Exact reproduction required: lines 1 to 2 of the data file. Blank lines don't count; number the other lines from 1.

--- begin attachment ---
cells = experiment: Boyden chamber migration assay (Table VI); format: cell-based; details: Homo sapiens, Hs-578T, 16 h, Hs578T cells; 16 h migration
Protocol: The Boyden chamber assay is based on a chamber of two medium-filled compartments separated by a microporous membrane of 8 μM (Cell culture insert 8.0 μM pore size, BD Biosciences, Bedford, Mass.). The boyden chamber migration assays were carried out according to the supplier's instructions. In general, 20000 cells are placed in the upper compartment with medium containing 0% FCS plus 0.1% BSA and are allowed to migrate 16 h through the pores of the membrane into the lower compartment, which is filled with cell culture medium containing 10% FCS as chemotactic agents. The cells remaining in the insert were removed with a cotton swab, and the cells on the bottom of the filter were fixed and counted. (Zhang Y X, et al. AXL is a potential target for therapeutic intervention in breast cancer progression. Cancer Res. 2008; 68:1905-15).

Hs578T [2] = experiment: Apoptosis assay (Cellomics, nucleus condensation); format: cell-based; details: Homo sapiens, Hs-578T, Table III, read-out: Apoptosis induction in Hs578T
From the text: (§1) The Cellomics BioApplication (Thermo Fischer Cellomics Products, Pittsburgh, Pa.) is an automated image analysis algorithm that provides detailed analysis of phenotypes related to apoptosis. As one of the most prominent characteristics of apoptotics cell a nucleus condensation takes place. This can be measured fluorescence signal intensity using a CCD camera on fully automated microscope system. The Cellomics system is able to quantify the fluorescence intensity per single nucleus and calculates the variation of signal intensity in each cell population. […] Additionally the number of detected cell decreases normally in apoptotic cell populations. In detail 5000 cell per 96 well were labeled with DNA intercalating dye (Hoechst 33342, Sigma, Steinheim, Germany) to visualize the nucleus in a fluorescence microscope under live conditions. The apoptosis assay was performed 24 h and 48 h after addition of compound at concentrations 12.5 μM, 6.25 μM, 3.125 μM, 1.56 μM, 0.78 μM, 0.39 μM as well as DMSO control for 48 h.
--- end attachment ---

cells = experiment: Boyden chamber migration assay (Table VI); format: cell-based; details: Homo sapiens, Hs-578T, 16 h, Hs578T cells; 16 h migration
Protocol: The Boyden chamber assay is based on a chamber of two medium-filled compartments separated by a microporous membrane of 8 μM (Cell culture insert 8.0 μM pore size, BD Biosciences, Bedford, Mass.). The boyden chamber migration assays were carried out according to the supplier's instructions. In general, 20000 cells are placed in the upper compartment with medium containing 0% FCS plus 0.1% BSA and are allowed to migrate 16 h through the pores of the membrane into the lower compartment, which is filled with cell culture medium containing 10% FCS as chemotactic agents. The cells remaining in the insert were removed with a cotton swab, and the cells on the bottom of the filter were fixed and counted. (Zhang Y X, et al. AXL is a potential target for therapeutic intervention in breast cancer progression. Cancer Res. 2008; 68:1905-15).